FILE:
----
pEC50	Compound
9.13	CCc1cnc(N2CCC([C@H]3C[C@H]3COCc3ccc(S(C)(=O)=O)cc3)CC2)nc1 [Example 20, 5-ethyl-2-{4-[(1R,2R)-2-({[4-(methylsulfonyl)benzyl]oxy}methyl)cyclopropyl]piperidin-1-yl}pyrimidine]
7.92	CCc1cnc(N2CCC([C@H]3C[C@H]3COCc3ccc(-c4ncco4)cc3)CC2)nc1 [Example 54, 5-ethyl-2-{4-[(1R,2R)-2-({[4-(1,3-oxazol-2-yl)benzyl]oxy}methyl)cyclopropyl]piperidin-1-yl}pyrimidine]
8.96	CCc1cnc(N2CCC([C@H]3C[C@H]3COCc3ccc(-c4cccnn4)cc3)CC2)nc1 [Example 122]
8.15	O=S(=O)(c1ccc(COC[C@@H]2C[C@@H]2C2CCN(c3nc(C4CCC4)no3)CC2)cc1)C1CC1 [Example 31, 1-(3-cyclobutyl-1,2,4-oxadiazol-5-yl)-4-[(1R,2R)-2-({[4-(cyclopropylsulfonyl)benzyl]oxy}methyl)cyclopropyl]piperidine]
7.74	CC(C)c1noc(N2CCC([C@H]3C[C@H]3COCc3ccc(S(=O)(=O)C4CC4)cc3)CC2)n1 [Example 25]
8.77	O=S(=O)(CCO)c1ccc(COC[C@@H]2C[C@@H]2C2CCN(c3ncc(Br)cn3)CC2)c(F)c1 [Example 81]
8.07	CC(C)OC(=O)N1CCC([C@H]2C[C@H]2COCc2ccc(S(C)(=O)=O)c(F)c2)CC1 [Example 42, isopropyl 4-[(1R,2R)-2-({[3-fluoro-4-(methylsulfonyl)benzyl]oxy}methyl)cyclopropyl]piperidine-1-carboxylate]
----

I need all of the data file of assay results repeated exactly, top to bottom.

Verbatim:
pEC50	Compound
9.13	CCc1cnc(N2CCC([C@H]3C[C@H]3COCc3ccc(S(C)(=O)=O)cc3)CC2)nc1 [Example 20, 5-ethyl-2-{4-[(1R,2R)-2-({[4-(methylsulfonyl)benzyl]oxy}methyl)cyclopropyl]piperidin-1-yl}pyrimidine]
7.92	CCc1cnc(N2CCC([C@H]3C[C@H]3COCc3ccc(-c4ncco4)cc3)CC2)nc1 [Example 54, 5-ethyl-2-{4-[(1R,2R)-2-({[4-(1,3-oxazol-2-yl)benzyl]oxy}methyl)cyclopropyl]piperidin-1-yl}pyrimidine]
8.96	CCc1cnc(N2CCC([C@H]3C[C@H]3COCc3ccc(-c4cccnn4)cc3)CC2)nc1 [Example 122]
8.15	O=S(=O)(c1ccc(COC[C@@H]2C[C@@H]2C2CCN(c3nc(C4CCC4)no3)CC2)cc1)C1CC1 [Example 31, 1-(3-cyclobutyl-1,2,4-oxadiazol-5-yl)-4-[(1R,2R)-2-({[4-(cyclopropylsulfonyl)benzyl]oxy}methyl)cyclopropyl]piperidine]
7.74	CC(C)c1noc(N2CCC([C@H]3C[C@H]3COCc3ccc(S(=O)(=O)C4CC4)cc3)CC2)n1 [Example 25]
8.77	O=S(=O)(CCO)c1ccc(COC[C@@H]2C[C@@H]2C2CCN(c3ncc(Br)cn3)CC2)c(F)c1 [Example 81]
8.07	CC(C)OC(=O)N1CCC([C@H]2C[C@H]2COCc2ccc(S(C)(=O)=O)c(F)c2)CC1 [Example 42, isopropyl 4-[(1R,2R)-2-({[3-fluoro-4-(methylsulfonyl)benzyl]oxy}methyl)cyclopropyl]piperidine-1-carboxylate]